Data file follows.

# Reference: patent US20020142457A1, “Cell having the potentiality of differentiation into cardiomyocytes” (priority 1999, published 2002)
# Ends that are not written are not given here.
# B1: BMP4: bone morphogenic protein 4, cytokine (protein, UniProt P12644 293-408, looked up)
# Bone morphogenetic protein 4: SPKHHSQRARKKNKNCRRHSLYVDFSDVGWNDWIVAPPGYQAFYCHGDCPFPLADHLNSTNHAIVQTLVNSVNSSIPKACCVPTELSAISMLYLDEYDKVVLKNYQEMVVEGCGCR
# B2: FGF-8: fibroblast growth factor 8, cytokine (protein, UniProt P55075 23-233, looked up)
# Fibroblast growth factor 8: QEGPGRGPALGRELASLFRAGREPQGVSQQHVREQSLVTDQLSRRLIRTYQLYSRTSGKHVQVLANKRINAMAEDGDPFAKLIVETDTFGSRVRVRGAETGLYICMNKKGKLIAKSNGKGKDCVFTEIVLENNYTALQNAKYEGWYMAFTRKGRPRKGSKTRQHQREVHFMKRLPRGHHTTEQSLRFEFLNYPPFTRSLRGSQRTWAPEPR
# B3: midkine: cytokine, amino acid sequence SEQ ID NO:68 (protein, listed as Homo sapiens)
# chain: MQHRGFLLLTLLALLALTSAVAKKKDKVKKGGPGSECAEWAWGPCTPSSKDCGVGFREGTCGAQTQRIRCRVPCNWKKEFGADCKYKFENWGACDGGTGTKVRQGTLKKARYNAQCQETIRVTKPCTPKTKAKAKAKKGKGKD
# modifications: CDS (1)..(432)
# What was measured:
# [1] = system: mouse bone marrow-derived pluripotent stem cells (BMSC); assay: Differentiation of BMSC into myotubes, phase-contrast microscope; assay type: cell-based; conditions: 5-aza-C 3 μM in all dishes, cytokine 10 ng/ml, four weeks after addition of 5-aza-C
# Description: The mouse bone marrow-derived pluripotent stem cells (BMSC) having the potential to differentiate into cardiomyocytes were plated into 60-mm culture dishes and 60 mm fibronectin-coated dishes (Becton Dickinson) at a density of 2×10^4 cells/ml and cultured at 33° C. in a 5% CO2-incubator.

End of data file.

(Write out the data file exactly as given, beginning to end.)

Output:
# Reference: patent US20020142457A1, “Cell having the potentiality of differentiation into cardiomyocytes” (priority 1999, published 2002)
# Ends that are not written are not given here.
# B1: BMP4: bone morphogenic protein 4, cytokine (protein, UniProt P12644 293-408, looked up)
# Bone morphogenetic protein 4: SPKHHSQRARKKNKNCRRHSLYVDFSDVGWNDWIVAPPGYQAFYCHGDCPFPLADHLNSTNHAIVQTLVNSVNSSIPKACCVPTELSAISMLYLDEYDKVVLKNYQEMVVEGCGCR
# B2: FGF-8: fibroblast growth factor 8, cytokine (protein, UniProt P55075 23-233, looked up)
# Fibroblast growth factor 8: QEGPGRGPALGRELASLFRAGREPQGVSQQHVREQSLVTDQLSRRLIRTYQLYSRTSGKHVQVLANKRINAMAEDGDPFAKLIVETDTFGSRVRVRGAETGLYICMNKKGKLIAKSNGKGKDCVFTEIVLENNYTALQNAKYEGWYMAFTRKGRPRKGSKTRQHQREVHFMKRLPRGHHTTEQSLRFEFLNYPPFTRSLRGSQRTWAPEPR
# B3: midkine: cytokine, amino acid sequence SEQ ID NO:68 (protein, listed as Homo sapiens)
# chain: MQHRGFLLLTLLALLALTSAVAKKKDKVKKGGPGSECAEWAWGPCTPSSKDCGVGFREGTCGAQTQRIRCRVPCNWKKEFGADCKYKFENWGACDGGTGTKVRQGTLKKARYNAQCQETIRVTKPCTPKTKAKAKAKKGKGKD
# modifications: CDS (1)..(432)
# What was measured:
# [1] = system: mouse bone marrow-derived pluripotent stem cells (BMSC); assay: Differentiation of BMSC into myotubes, phase-contrast microscope; assay type: cell-based; conditions: 5-aza-C 3 μM in all dishes, cytokine 10 ng/ml, four weeks after addition of 5-aza-C
# Description: The mouse bone marrow-derived pluripotent stem cells (BMSC) having the potential to differentiate into cardiomyocytes were plated into 60-mm culture dishes and 60 mm fibronectin-coated dishes (Becton Dickinson) at a density of 2×10^4 cells/ml and cultured at 33° C. in a 5% CO2-incubator.